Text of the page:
Permanent Exposition

The permanent exhibition consists of ten exhibits.

The first one is an exhibit called The Heart of the Pavilion - a fountain filled with water running down from organic capillaries made of the same material as the entwined cloud shielding the garden around the National Pavilion. The S.A.W.E.R system will also be located on the ground floor of the pavilion. - a device that functionally integrates five Czech patents and innovations from researchers at the Czech Technical University and the Academy of Sciences of the Czech Republic, it produces water from the air using only solar energy and cultivates the desert - a technology capable of creating an oasis in the sand. The functioning of the system will be described in detail by a didactic wall with impressive animations. The water provided by the S.A.W.E.R. system will be used to irrigate the gardens around the National Pavilion.

Visitors will enter the first floor around a monumental installation from LASVIT, designed by Maxim Velčovský. The exhibit called Golden Rain will be made of metal fibres and glass and will combine traditional glass production with modern technologies. The whole installation will consist of dozens of individual golden streams with glass drops inside each of them. The drops will pulse in space using dynamic lighting.

These three exhibits will be complemented by another seven permanent installations. Two of them will be housed in the rotating exhibition space - an exhibit called Phoenix Energy by Jakub Nepraš, which depicts two layers operating with different meanings - the bottom layer will show the visitor a perception of time and the material sphere upon which civilization depends today. The top layer will show how one should devote himself to the mental sphere and to care for it. This exhibit will be directly followed by an abstract painting by Adéla Oliva entitled Six Elements, which is created under the auspices of the Kroupa Gallery and which shows the balance of the elements and human thinking.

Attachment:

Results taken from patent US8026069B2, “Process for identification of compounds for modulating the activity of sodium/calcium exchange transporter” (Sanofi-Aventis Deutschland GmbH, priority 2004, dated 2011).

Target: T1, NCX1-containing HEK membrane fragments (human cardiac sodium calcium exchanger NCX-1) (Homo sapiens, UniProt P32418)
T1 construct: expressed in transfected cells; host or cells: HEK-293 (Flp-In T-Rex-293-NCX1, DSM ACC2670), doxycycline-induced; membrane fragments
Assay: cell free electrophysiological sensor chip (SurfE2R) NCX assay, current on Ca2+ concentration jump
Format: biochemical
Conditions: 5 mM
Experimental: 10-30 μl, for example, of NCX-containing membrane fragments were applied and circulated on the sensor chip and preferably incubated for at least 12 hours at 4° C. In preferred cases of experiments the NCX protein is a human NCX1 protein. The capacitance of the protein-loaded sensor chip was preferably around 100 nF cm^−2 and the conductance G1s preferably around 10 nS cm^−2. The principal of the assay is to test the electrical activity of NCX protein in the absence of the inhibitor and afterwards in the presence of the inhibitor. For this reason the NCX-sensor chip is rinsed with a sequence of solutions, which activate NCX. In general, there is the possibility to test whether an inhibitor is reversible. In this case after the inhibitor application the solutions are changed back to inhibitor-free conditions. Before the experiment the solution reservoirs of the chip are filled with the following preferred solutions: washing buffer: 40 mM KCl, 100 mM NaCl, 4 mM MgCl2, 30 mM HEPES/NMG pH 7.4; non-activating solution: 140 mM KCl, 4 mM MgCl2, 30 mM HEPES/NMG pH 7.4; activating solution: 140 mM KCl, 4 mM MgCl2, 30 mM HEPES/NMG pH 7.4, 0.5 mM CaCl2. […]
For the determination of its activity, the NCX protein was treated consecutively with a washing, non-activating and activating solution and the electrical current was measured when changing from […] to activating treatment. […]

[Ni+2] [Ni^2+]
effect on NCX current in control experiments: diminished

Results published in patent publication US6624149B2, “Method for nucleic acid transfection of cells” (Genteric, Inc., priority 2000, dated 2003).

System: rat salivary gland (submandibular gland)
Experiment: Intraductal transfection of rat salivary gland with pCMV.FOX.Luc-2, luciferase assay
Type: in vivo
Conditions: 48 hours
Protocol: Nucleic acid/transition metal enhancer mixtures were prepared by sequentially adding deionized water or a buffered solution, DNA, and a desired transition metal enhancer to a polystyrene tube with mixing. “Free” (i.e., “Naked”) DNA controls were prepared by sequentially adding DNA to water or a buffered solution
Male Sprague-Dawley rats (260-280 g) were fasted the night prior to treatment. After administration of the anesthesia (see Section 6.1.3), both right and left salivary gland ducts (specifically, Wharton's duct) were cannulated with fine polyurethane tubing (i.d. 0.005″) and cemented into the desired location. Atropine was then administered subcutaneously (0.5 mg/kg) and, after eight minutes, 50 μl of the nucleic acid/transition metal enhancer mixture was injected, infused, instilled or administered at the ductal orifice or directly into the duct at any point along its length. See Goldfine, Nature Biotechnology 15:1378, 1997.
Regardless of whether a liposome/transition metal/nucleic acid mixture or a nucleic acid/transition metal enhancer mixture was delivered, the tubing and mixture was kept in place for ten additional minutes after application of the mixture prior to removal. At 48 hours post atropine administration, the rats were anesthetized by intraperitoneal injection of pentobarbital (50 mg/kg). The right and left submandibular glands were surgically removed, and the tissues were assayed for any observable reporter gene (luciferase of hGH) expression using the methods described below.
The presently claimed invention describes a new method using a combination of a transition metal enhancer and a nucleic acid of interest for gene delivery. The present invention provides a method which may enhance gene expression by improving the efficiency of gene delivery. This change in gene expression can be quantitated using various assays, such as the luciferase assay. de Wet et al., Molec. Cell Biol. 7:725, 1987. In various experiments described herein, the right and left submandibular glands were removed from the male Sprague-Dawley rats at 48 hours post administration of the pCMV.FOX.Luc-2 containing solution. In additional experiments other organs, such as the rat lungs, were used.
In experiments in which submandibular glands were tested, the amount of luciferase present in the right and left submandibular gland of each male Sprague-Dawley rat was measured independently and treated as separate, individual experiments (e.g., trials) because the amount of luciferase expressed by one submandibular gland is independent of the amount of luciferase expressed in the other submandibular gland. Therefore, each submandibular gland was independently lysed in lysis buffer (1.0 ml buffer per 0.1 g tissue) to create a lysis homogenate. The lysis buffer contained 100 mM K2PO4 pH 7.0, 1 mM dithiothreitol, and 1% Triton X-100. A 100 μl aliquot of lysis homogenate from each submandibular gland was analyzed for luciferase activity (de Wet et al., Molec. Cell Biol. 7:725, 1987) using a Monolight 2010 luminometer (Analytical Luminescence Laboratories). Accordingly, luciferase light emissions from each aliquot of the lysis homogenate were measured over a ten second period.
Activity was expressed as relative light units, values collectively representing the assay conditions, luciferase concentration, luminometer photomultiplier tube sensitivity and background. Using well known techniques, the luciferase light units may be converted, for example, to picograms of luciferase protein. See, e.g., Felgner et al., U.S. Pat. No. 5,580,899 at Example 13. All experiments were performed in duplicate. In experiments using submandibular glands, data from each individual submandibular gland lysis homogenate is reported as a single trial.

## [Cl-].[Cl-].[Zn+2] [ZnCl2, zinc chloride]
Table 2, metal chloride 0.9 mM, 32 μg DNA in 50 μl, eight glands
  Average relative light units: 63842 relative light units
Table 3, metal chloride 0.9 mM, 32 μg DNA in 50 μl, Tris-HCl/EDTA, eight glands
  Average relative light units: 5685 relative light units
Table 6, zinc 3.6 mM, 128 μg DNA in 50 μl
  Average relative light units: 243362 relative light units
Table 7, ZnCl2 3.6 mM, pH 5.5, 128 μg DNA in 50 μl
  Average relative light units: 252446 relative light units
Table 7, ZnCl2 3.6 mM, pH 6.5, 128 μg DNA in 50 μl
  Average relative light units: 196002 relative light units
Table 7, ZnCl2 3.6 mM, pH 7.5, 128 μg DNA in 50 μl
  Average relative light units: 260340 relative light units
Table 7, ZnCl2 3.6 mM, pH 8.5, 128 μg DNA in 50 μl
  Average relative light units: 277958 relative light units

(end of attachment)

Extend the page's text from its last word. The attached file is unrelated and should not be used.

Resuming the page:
Another part of the pavilion, which will provide space for permanent installations, is the exhibition entitled “The Czech Republic: The Country for the Future”.

That part will be opened by the Prusa 3D Farm - an interactive wall of personal 3D printers from Průša Research, which create three-dimensional elements of a puzzle, assembled in real time by visitors of the pavilion. This will be followed by the 3D Arm - a robotic arm, created in collaboration between the universities BUT, TBU, and the company Fillamentum, presenting the idea of material sustainability and technological advancement which uses sand and degradable bioplastics from waste fats for 3D printing.

The exhibit directly following the robotic arm is the exhibit We Speak Plantish - a fully automated robotic line from the company PSI that can read how plants react to various conditions and shocks and suggest the appropriate care for them based on the data collected. In the National Pavilion, visitors will find out how the plants react, for example, to music that they will be able to play on the spot on the glass water organ by Petr Nikl – which is another exhibit called Darkov Waves. This exhibit will be the central element of the relaxation zone as the elevated platform will allow visitors to sit, relax and watch the rest of the exhibition space.

The last internal exhibit is a glass sculpture by Vlastimil Beránek called ICE, which boasts the title of the largest polished glass sculpture in the world.

Visualization